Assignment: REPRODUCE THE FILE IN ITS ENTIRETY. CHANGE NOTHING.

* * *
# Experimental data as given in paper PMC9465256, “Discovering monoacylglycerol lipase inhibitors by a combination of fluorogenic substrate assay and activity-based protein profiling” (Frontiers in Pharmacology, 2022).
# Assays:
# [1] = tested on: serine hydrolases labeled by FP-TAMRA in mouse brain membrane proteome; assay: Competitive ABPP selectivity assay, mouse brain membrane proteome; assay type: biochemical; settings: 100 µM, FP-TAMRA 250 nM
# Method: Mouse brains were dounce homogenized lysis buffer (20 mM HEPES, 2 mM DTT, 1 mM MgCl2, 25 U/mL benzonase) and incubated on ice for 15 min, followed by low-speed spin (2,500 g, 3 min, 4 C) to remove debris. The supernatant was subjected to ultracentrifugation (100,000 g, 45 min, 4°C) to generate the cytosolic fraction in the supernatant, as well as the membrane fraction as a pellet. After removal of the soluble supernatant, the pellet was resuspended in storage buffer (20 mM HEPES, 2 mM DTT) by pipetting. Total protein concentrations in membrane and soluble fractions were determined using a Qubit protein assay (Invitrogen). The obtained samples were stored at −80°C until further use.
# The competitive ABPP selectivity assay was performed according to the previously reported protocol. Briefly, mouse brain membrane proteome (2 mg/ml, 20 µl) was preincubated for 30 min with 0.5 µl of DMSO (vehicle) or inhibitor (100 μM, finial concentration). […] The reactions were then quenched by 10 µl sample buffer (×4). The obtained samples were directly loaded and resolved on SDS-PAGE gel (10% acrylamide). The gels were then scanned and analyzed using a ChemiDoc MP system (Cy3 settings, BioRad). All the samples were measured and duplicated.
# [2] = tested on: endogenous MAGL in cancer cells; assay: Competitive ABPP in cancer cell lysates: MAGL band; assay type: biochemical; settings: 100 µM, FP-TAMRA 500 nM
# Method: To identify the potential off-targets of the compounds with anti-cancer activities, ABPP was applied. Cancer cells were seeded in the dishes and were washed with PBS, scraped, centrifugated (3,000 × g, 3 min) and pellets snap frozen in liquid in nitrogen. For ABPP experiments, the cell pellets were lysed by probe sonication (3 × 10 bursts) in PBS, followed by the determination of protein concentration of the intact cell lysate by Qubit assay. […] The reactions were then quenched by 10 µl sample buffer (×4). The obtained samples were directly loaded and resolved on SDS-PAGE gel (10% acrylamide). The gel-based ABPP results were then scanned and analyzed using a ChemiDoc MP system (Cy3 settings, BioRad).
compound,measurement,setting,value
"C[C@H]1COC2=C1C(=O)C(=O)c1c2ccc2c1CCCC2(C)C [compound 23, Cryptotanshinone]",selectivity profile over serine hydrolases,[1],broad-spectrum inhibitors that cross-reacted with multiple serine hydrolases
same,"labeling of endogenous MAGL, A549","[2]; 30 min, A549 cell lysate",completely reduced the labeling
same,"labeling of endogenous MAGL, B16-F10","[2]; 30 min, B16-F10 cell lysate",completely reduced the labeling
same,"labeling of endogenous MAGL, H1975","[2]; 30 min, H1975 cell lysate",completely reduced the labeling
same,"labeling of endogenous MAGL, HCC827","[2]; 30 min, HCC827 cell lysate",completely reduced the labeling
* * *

# Experimental data as given in paper PMC9465256, “Discovering monoacylglycerol lipase inhibitors by a combination of fluorogenic substrate assay and activity-based protein profiling” (Frontiers in Pharmacology, 2022).
# Assays:
# [1] = tested on: serine hydrolases labeled by FP-TAMRA in mouse brain membrane proteome; assay: Competitive ABPP selectivity assay, mouse brain membrane proteome; assay type: biochemical; settings: 100 µM, FP-TAMRA 250 nM
# Method: Mouse brains were dounce homogenized lysis buffer (20 mM HEPES, 2 mM DTT, 1 mM MgCl2, 25 U/mL benzonase) and incubated on ice for 15 min, followed by low-speed spin (2,500 g, 3 min, 4 C) to remove debris. The supernatant was subjected to ultracentrifugation (100,000 g, 45 min, 4°C) to generate the cytosolic fraction in the supernatant, as well as the membrane fraction as a pellet. After removal of the soluble supernatant, the pellet was resuspended in storage buffer (20 mM HEPES, 2 mM DTT) by pipetting. Total protein concentrations in membrane and soluble fractions were determined using a Qubit protein assay (Invitrogen). The obtained samples were stored at −80°C until further use.
# The competitive ABPP selectivity assay was performed according to the previously reported protocol. Briefly, mouse brain membrane proteome (2 mg/ml, 20 µl) was preincubated for 30 min with 0.5 µl of DMSO (vehicle) or inhibitor (100 μM, finial concentration). […] The reactions were then quenched by 10 µl sample buffer (×4). The obtained samples were directly loaded and resolved on SDS-PAGE gel (10% acrylamide). The gels were then scanned and analyzed using a ChemiDoc MP system (Cy3 settings, BioRad). All the samples were measured and duplicated.
# [2] = tested on: endogenous MAGL in cancer cells; assay: Competitive ABPP in cancer cell lysates: MAGL band; assay type: biochemical; settings: 100 µM, FP-TAMRA 500 nM
# Method: To identify the potential off-targets of the compounds with anti-cancer activities, ABPP was applied. Cancer cells were seeded in the dishes and were washed with PBS, scraped, centrifugated (3,000 × g, 3 min) and pellets snap frozen in liquid in nitrogen. For ABPP experiments, the cell pellets were lysed by probe sonication (3 × 10 bursts) in PBS, followed by the determination of protein concentration of the intact cell lysate by Qubit assay. […] The reactions were then quenched by 10 µl sample buffer (×4). The obtained samples were directly loaded and resolved on SDS-PAGE gel (10% acrylamide). The gel-based ABPP results were then scanned and analyzed using a ChemiDoc MP system (Cy3 settings, BioRad).
compound,measurement,setting,value
"C[C@H]1COC2=C1C(=O)C(=O)c1c2ccc2c1CCCC2(C)C [compound 23, Cryptotanshinone]",selectivity profile over serine hydrolases,[1],broad-spectrum inhibitors that cross-reacted with multiple serine hydrolases
same,"labeling of endogenous MAGL, A549","[2]; 30 min, A549 cell lysate",completely reduced the labeling
same,"labeling of endogenous MAGL, B16-F10","[2]; 30 min, B16-F10 cell lysate",completely reduced the labeling
same,"labeling of endogenous MAGL, H1975","[2]; 30 min, H1975 cell lysate",completely reduced the labeling
same,"labeling of endogenous MAGL, HCC827","[2]; 30 min, HCC827 cell lysate",completely reduced the labeling